Two work perspectives

Watts Humphrey and Dee Hock are two pioneers, in different areas, and in different ways. They also have two very different ways of seeing work.

Watts Humphrey: Work is, or has to be, repeatable

Watts Humphrey provides his view on process improvement in Three Process Perspectives: Organizations, Teams, and People (Kluwer Academic Publishers, Annals of Software Engineering 14, 2002). Humprey describes in this paper his work with process assessments in IBM and the development of the CMM, PSP, and TSP.

The first group Humphrey assessed was one of IBM’s semiconductor facilities. It used process measurements to identify quality problems and cut manufacturing costs by over 50%.

With silicon chips, you have to control the process in order to consistently improve the yield and reduce costs. This means that you need to examine every defect, identify its cause, and then change the process to eliminate the cause. This, in turn, requires precise process measurements, and a defined and stable (repeatable) process.

Watts Humphrey’s view is that a similar approach is necessary in software engineering, and developed the CMM, PSP and TSP. Here is my analysis of all three (long post).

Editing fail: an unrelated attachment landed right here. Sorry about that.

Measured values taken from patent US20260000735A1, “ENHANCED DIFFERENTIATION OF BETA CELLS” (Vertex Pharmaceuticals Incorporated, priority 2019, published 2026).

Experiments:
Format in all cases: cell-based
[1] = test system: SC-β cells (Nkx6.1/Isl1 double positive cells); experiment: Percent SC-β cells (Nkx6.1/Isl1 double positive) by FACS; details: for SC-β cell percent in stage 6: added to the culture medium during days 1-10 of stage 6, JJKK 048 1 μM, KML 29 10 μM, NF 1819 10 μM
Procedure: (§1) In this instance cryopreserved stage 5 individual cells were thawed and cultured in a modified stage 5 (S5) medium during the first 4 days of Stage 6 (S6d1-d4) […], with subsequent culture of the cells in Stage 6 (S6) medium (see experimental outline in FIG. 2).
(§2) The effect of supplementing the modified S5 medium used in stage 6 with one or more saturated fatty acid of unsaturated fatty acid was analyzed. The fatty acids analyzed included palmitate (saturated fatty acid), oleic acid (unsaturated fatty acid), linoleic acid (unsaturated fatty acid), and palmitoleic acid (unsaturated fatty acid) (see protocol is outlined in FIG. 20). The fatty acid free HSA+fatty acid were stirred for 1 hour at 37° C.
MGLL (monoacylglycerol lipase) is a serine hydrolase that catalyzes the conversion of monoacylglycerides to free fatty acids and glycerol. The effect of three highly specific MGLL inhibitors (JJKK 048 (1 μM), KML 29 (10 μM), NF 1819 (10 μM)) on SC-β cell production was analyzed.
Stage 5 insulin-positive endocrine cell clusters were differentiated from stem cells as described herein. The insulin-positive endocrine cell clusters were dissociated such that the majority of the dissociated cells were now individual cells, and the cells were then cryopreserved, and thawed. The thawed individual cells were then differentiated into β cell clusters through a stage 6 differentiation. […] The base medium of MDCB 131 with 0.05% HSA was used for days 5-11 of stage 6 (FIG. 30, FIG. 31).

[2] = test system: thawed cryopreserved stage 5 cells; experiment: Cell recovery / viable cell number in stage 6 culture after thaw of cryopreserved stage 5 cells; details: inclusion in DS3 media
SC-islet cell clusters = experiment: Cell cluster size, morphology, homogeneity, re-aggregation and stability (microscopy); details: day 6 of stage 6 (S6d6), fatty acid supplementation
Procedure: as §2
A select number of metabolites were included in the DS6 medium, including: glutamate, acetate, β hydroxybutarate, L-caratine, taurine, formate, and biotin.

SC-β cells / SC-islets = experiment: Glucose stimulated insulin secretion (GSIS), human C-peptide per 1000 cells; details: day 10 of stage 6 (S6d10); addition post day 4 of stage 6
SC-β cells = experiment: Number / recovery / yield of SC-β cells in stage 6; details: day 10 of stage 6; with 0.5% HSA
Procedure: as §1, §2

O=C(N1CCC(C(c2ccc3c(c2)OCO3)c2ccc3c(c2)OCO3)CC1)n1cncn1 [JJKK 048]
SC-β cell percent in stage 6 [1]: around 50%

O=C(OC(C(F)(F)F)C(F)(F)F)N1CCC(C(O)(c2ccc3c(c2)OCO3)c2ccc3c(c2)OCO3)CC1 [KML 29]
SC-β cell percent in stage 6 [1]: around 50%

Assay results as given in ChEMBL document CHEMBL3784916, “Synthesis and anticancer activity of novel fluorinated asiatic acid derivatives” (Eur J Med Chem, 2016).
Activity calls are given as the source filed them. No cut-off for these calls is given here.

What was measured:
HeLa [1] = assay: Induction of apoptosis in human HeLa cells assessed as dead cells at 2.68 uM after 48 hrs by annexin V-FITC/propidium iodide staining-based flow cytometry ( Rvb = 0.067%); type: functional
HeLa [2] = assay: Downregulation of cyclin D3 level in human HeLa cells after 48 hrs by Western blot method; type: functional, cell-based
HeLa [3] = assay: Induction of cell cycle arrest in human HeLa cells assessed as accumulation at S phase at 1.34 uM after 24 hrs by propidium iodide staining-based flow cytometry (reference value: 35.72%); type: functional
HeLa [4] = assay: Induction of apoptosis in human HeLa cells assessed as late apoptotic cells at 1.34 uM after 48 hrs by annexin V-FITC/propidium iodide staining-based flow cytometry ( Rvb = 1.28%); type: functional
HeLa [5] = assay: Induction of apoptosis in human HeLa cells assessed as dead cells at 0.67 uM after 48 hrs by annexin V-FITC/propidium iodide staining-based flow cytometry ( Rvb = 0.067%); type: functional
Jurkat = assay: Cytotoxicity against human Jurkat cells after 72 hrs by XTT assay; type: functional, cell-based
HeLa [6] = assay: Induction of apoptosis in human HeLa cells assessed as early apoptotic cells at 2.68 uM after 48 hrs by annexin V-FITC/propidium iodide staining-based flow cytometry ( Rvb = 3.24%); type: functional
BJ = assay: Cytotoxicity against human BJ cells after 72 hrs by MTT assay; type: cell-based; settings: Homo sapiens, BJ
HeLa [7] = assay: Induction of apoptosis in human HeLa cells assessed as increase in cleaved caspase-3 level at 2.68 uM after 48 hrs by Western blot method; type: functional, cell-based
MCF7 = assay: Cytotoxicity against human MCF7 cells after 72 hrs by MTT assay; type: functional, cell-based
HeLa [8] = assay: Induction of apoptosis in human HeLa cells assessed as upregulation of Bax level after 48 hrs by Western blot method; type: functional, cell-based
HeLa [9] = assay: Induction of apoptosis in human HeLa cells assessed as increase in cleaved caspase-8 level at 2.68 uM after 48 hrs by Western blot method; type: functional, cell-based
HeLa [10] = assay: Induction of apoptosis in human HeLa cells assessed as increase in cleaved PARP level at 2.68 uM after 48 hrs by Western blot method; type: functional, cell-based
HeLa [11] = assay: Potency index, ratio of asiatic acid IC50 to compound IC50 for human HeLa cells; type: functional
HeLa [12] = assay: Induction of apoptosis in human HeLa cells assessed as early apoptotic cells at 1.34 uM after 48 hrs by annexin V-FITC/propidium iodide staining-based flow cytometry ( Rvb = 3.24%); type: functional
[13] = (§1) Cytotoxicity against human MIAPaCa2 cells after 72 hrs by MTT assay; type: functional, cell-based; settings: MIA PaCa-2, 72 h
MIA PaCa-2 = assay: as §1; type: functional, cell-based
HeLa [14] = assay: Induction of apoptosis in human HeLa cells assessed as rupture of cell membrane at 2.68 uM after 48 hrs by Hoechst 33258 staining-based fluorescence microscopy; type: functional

Dee Hock: Work is a blend of chaos and order (chaordic)

Dee Hock challenges our habitual ways of seeing work in his book One from Many: VISA and the Rise of Chaordic Organization (Berrett-Koehler Publishers, 2005). Hock describes the chaordic processes present in our organizations and the use of chaordic concepts in organizational development.

Dee Hock’s view is that there is a place for process control—you need a dust-free environment if you want a perfect silicon chip—but that it by no means implies that control is the best way to deal with work. But that’s what Humphrey did with software development.

Watts Humphrey is called the “father of software quality.” Dee Hock was actually a pioneer in software development too. Here is his own story of the chaordic (agile) development of VISA’s first electronic authorization system in the early 1970s. Dee Hock threw out IBM, but that’s another story.

Published by Jan Höglund

Jan Höglund has over 35 years of experience in different roles as software developer, project manager, line manager, consultant, and researcher. He shares his reading, book reviews, and learning on his personal blog.

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